For the past three years, Joe and I have chosen Cal's Halloween costume for him, OVER-CONTROLLING PARENTAL INCLINATIONS and need to live vicariously though our offspring aside, for the simple reason that Cal had no idea what Halloween was, nor could he care less about dressing up. However, this year, he is a three year-old man, so I decided to ask him for the first time what he wanted to dress up as for Halloween.
Oh, a butterfly! That's a nice costume. What kind of butterfly?
A pink one!
(Not wanting to discourage the boy, though worrying somewhat about schoolyard mockery)
Well, I guess that should be easy enough to do...
No, wait, a red butterfly. An orange butterfly.
That is also easily accomplished.
This was about a month ago. So I ordered the wings and the antenna set (not a bad costume, considering it was only about $7.00 at the time), found his long-sleeved black T-shirt and a pair of black pants, and figured that we were set. Cal seemed to enjoy the costume well enough, and spent a few evenings flitting around the house, wings sprouting from his back, excitedly telling everyone who would listen (and occasionally some of us who stopped listening) that HE WAS A BUTTERFLY A BUTTERFLY A BUTTERFLY.
This past weekend, Cal had an actual Halloween part at his school, and we attended, thinking that not only would it be fun, but it would be a great way to get a little more mileage out of his costume. Except for one thing: Cal would not put it on. He put on the all-black outfit fine, but when it came to putting on the actual butterfly accoutrement, he balked. "I don't want to put it on yet," he said in the living room, "I want to wait until I get to school." At school, we figured it would be an easy sell, since every single kid in attendance was in costume--quite a few of which featured wings similar to his--but he continued to refuse. "I don't want to wear my wings," he said. "I just want to wear my sweater." Which is why he was the only kid at the party wearing a gray zip-up sweater and black pants. Just like an old man. We should have just brought some baby powder to dust in his hair and then that could have been his costume.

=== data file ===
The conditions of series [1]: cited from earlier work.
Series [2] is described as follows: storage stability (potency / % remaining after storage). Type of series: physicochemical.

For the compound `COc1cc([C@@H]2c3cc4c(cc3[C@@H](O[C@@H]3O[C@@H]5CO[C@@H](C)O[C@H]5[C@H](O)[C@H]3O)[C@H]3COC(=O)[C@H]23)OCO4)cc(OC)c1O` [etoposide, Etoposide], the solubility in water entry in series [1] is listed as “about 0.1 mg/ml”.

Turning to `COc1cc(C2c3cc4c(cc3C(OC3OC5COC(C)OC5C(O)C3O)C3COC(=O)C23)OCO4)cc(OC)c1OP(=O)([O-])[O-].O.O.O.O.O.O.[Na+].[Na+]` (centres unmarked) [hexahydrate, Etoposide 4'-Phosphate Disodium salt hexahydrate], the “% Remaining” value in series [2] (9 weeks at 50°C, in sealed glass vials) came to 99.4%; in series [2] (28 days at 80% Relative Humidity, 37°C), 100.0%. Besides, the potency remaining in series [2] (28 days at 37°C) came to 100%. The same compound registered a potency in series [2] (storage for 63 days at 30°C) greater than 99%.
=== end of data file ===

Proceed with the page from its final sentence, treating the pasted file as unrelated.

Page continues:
That was five days ago. To date, Cal still does not want to wear his costume for Halloween. "I just want to wear a regular shirt and pants," he insists. He is a very odd child sometimes. So, unwilling to spend any more money on costume elements that he in all likelihood will refuse to wear, I have been scrambling to figure out a costume for trick-or-treating consisting of normal clothes from his closet. Which is proving to be a little more difficult than you would think, as he has no novelty-type clothes that we could push into costume territory. He doesn't even have a pair of overalls.
So far all I could come up with was to dress him all in black, put on his black stocking cap, and give him a flashlight (he likes flashlights, so he would probably agree to carry this--though who knows, he liked the wings too) to pass as a cat burglar. However, unless I slap reflective tape all over his back, I worry that the dark outfit combined with outdoor trick-or-treating might not be the most traffic visible costume to test the notoriously bad driving skills of our Atlantan brethren. (My other idea was to take the all-black outfit and send him out with a book of e. e. cummings poetry. But this costume would perhaps be on the subtle end of the spectrum.) I even thought of dressing up as a resident again, same as last year, only we still have a ton of boxes from the move we haven't unpacked yet, and I'm not sure where his scrubs are.
Any last-minute costume ideas for an extremely stubborn three-year old that preferably involves spending no money and minimal craftiness?